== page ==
Monday, April 27, 2009

Preparing To Make A Prime Pitch

Ready, Aim, Team!

Now that you're back from the OSDBU conference and are sorting through those cards and are your follow-up plans going?

Do you remember in school how your parents always harped on you to do your homework so you would get A's on your exams? That was practice for real life as a vendor.

It's time to get ready for those teaming meetings -- so start by:
  • targeting best-fit projects for you in the government agency
  • narrowing your focus to the most likely primes/partners
  • tailoring your pitch -- that is, your capability statement -- around that.
That's where those Five People You Need To Meet come in.
Expect that it's going to take time -- so get started. Get to know the program managers and end users of your product or service. Research their missions, challenges, incumbent vendors, and what buyers do – or don’t – like about the products and services they’re using now. Once they trust you, you learn who the decision-makers are, who influences them (Think tanks? Consultants? Trade press?), what their budgets might be, and what the spending plans are – how much money will be spent, and when.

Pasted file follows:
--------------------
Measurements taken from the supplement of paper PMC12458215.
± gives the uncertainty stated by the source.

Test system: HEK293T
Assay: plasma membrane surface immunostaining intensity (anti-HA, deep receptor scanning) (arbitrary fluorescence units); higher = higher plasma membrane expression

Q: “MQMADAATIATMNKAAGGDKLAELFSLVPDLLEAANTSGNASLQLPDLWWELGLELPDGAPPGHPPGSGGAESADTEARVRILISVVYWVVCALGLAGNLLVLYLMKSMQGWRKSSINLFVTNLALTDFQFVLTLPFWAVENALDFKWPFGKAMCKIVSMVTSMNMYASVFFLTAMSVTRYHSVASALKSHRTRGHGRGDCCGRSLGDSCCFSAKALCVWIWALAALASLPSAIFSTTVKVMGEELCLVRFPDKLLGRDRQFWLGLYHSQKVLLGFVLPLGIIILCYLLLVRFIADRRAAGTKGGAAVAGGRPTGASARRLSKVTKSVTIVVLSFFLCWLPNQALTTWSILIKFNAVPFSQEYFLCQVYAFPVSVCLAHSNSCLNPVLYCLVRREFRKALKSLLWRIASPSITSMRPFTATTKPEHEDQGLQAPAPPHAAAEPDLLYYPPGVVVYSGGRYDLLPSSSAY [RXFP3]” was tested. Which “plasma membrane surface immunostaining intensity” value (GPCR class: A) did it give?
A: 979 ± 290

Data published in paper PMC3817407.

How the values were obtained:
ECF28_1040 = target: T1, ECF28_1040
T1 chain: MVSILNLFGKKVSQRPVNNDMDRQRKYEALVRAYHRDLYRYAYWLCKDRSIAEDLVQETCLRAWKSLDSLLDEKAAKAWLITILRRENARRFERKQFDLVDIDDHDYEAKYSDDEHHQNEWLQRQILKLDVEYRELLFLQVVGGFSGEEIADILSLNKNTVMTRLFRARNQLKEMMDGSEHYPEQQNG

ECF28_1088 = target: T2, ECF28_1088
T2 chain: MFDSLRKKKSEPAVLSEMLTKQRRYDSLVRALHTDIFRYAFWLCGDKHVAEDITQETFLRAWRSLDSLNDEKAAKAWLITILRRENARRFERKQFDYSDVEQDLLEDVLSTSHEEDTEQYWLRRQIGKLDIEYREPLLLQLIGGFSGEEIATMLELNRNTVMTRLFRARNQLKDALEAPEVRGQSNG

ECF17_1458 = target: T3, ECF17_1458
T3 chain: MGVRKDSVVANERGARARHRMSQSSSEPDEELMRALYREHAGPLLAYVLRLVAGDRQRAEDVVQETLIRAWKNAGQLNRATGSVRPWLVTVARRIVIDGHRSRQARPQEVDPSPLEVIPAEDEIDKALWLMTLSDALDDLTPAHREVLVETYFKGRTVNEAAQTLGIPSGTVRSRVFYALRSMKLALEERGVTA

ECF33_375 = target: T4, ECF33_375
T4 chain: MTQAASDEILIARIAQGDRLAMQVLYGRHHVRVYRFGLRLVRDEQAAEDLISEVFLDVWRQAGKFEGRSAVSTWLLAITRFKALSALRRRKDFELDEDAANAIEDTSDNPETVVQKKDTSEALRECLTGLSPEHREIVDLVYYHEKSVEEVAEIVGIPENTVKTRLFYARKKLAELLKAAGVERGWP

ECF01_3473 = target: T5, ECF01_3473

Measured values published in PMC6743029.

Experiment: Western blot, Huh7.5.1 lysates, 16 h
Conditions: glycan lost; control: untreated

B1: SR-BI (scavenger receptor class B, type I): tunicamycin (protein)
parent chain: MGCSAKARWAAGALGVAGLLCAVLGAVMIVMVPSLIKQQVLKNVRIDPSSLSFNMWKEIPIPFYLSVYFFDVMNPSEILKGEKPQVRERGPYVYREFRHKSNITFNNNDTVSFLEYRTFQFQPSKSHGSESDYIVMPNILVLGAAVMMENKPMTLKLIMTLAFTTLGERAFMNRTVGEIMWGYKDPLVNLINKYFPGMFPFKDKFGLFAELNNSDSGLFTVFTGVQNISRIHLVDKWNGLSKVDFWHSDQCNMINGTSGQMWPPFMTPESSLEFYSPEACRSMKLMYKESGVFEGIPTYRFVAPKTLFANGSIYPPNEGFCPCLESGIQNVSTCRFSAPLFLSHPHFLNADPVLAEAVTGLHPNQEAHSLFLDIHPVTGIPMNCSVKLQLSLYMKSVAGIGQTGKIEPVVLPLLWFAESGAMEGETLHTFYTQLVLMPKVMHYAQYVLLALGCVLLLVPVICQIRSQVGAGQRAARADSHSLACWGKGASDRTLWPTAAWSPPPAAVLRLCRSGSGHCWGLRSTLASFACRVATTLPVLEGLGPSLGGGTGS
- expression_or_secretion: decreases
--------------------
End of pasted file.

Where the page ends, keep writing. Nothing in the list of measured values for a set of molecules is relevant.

Your status as a woman-owned, 8(a) or other small business is a minor advantage to a Prime contractor, so you might get their attention when you make that initial appointment. Once the meeting starts, how can you make it count? Here's what the primes say:
  • Focus on Reality - What do you expect from a prime contractor, and what are you bringing to the table?

  • Research Your Prospective Partner - Bring in the potential business — what new leads and client relationships can you bring to the Prime? Why should you be given attention?

  • Register and Followup - Online registration is necessary but not sufficient on its own to gain a partnership with a large Prime. Did you call back and continue the connection until you actually found a project you both agreed you wanted to work on?

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